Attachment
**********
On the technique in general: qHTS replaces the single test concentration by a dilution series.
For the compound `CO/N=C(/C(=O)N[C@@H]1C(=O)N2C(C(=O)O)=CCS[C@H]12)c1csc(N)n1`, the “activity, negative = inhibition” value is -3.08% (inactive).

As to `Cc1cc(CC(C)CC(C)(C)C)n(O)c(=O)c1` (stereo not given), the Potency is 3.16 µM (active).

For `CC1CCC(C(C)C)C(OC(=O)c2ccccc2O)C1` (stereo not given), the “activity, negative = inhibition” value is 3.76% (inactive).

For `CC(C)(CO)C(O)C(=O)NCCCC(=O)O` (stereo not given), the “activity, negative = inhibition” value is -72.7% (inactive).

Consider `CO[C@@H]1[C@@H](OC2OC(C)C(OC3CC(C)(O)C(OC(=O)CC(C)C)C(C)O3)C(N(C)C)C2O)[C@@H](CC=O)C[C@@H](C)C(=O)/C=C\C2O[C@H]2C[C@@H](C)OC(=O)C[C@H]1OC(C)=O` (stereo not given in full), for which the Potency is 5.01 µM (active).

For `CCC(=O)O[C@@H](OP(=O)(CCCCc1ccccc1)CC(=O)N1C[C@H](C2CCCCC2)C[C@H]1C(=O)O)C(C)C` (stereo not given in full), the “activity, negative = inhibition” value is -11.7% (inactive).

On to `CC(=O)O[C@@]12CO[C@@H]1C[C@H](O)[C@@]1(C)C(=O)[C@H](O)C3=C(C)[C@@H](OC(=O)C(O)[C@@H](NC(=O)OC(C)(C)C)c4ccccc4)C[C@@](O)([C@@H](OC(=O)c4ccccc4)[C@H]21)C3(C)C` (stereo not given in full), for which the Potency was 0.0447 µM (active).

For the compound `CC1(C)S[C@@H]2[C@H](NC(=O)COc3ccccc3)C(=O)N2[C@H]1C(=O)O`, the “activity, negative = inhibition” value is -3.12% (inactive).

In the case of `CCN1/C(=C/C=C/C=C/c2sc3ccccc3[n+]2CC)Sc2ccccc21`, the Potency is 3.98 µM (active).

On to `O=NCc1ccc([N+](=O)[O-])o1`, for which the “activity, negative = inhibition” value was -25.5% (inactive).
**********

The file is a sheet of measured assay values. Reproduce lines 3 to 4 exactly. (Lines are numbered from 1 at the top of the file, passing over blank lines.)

As to `Cc1cc(CC(C)CC(C)(C)C)n(O)c(=O)c1` (stereo not given), the Potency is 3.16 µM (active).

For `CC1CCC(C(C)C)C(OC(=O)c2ccccc2O)C1` (stereo not given), the “activity, negative = inhibition” value is 3.76% (inactive).